Owner of event management company Ciel et Vent and a passionate kite flyer, Sami Sayegh is committed to keeping the ancient tradition alive and flying
There’s certainly something liberating about the pastime of kite flying – as flashes of color dive back and forth high above the dust of the city. It’s not a surprise then that kite flying peaked in popularity in the seventies in Lebanon. During the darker days of the civil war when people were stranded in their villages, kite making was a welcome distraction while people were house bound, avoiding relentless fighting. It was a simple way to pass the hours. On calmer days people ventured out of their homes to fly their kites, almost the perfect expression of a craving for freedom.
After the gunfire ceased the tradition continued, as kite flyers flocked to Beirut’s sandy stretch of beach, Ramlet el Baida, and forgot their political differences, even if momentarily. Every September, kite enthusiasts still gather together on the same day to fly kites. “The day [has] developed into a kite festival,” says Sami Sayegh.
Where most countries organize large annual international kite festivals, in Lebanon it’s more a case of just showing up and flying your kite, says Sayegh. But what makes kite-flying appeal to so many? “It’s the feeling of the wind, the nature,” Sayegh says, as his face lights up. Sayegh owned his first kite at eight years old. “I built it with my uncle while we were on holiday in Turkey, he was a kite freak. It was a hexagon-shaped paper kite,” says Sayegh. “The kite was made out of paper and it got ruined when it fell in the sea, so I just made another using nylon instead of paper.”
” It’s the feeling of the wind, the nature “
In the past, kites were traditionally homemade in what was a laborious process, but now factories in China churn out tens of thousands of spools of machine-made nylon which swamped the market. “Depending on where you live in the world, each country has their own specific tradition,” says Sayegh. Within the Mediterranean region it’s the hexagonal kite, which is most popular. Sayegh has participated in international kite flying events since the early ‘90s when he lived in France. He travels abroad five to six times a year to represent Lebanon in kiting events. His most recent one was the Satun International Kite festival in Southern Thailand. One kite flyer that Sayegh really admires is New Zealand’s Peter Lynn, a leader in the international kiting industry since 1971. Lynn developed the first commercial kite buggy in the late 1980s and also founded his own kite factory.
“Unfortunately, kite flying is loosing foot all over the world, and becoming a lost tradition. There is less space for people to fly, plus kids are more into technology rather than outdoor activities,” says Sayegh.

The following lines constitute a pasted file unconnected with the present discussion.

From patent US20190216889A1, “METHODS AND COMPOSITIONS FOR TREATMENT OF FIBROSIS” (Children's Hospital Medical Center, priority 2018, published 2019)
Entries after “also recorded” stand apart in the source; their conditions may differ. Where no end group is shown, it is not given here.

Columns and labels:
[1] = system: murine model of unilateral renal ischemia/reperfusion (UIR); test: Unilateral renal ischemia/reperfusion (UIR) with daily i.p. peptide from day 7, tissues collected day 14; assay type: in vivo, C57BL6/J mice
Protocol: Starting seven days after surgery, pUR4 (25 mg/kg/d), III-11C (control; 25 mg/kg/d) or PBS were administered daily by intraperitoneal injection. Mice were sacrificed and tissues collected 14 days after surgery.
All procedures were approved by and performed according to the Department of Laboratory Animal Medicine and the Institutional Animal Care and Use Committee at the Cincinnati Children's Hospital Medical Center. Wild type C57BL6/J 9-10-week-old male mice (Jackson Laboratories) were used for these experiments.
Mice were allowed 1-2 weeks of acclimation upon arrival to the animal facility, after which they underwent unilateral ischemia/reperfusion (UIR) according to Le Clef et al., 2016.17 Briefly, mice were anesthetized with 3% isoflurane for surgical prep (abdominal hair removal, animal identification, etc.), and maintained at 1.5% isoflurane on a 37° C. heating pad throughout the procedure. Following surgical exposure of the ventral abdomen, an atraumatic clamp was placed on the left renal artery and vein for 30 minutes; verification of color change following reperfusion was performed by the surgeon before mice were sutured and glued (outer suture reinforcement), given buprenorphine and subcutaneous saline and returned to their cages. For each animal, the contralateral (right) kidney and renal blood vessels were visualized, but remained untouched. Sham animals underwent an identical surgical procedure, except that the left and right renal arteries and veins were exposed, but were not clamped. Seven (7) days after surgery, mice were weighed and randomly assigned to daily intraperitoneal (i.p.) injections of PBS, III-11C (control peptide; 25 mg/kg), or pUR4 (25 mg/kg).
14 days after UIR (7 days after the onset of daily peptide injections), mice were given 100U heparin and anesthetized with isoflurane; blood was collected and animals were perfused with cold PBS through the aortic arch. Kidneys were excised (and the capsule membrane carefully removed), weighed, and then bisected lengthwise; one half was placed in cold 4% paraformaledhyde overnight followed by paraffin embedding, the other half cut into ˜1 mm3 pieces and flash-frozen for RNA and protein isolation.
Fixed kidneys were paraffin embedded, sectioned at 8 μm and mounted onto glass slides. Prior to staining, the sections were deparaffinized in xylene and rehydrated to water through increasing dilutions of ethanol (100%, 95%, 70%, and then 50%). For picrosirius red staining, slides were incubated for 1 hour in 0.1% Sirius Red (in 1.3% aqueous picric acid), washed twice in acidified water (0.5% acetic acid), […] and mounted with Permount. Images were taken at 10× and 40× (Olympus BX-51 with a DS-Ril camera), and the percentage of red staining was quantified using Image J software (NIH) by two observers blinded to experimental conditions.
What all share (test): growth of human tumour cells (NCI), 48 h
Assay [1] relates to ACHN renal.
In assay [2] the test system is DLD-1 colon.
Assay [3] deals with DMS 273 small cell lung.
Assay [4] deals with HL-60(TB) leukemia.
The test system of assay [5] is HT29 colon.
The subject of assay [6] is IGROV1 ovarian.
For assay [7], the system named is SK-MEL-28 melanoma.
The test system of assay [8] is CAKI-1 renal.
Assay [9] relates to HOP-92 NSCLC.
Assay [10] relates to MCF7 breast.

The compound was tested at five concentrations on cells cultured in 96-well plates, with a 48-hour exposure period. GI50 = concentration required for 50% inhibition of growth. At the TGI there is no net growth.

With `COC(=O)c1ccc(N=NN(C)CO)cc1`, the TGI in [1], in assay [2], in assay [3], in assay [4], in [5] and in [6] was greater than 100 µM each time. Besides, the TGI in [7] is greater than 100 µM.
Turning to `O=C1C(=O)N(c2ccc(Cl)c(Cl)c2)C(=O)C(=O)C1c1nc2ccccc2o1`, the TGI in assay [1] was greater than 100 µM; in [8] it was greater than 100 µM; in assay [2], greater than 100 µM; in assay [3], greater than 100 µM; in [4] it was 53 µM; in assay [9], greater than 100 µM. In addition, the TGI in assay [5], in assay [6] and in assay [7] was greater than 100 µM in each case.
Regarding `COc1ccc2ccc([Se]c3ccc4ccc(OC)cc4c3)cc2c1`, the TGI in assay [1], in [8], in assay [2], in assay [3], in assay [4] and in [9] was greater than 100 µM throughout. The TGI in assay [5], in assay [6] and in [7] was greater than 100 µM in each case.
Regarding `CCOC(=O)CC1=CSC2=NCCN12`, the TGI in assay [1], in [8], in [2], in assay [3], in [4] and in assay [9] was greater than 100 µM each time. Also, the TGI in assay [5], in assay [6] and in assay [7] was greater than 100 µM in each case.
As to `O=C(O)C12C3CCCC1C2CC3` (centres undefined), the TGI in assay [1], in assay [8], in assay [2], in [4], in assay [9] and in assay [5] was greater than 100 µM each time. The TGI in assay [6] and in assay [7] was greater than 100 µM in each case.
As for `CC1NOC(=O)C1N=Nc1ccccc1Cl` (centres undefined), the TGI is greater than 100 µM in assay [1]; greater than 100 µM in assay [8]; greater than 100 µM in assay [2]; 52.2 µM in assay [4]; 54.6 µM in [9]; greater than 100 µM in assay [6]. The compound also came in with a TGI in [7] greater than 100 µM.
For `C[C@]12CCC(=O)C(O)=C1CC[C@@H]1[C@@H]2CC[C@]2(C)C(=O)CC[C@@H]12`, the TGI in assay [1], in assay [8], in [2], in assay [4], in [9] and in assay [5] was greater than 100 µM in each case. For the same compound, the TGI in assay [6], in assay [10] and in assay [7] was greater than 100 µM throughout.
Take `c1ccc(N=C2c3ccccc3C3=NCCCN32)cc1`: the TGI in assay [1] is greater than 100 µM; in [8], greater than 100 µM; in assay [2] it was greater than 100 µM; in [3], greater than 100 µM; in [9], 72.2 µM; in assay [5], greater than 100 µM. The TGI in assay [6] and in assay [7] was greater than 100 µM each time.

“The places to fly a kite in Beirut are dwindling as public spaces [have been] reduced,” says Tarek Khoury, another kite enthusiast who still flies his kite from time to time. He used to go to a stretch near Pigeon Rock, named Dalieh. Once the perfect spot for kite flying, it’s since become a construction site. “Any flat space is good actually. [You] just need to look for spaces that have no obstructions such as electric poles. That’s why beaches are perfect,” says Sayegh. He recommends Ramlet el Baida, along with the beaches of Tyre and Tripoli.
Kite flying depends on a combination of factors: the flexibility and balance of the kite, the quality of the string, the evenness of the spool and, of course, the skill of the fliers and their ability to adjust to the wind. “People often tell me they tried to fly a kite and it didn’t work. Usually it’s the fault of the spot and the conditions,” Sayegh says.
Head to the beach on a breezy day and you’ll be sure to come across other kite enthusiasts who will happily pass on a few tips. As the saying goes, may there be wind on your back, a smile on your face and a kite in the sky.
WHO TO FLY WITH
Sami Sayegh (03 702422) has been kite-flying for years and makes the perfect guide for first timers.
On windy days the skies of Batroun are swarming with the kites of surfers, a sign of the rise in popularity of kite flying in Lebanon recently. Tobia Kmeid, founder of Lebanon by Kite (lebanon-by-kite.com, 03 253624), has been kite surfing since 2001, founding his club in 2012. According to Kmeid, the sport is continuing to grow in Lebanon. He recommends “8 to 10 hours of instruction and then a lot of safe practice.” The best spots to practice are Colonel (Batroun), Canaria Beach (Tripoli), Palm Island, (off Tripoli) and Tyre public beach.
WHERE TO FLY
Ramlet el Baida
Talet el Khayat
Dalieh, near Pigeon Rock
Best f lying conditions
Large open spaces
You need enough room to lay out your kite and flying line as well as space to fly, while not crowding other people or kite flyers.
Steady smooth winds
Beaches have the best winds. Around 8-40km/h – when the leaves of trees begin to move, is ideal for most kites.
The further you are from buildings and trees, the better, to help smooth out the winds and reduce turbulence. Avoid flying near power lines and trees.
GO WITH A GUIDE
WHAT YOU NEED
Types of kites:
• One liner
• Two liner
• Four liner stunt kites for more control
WHERE TO BUY
f: DecathalonLebanon. Dbayeh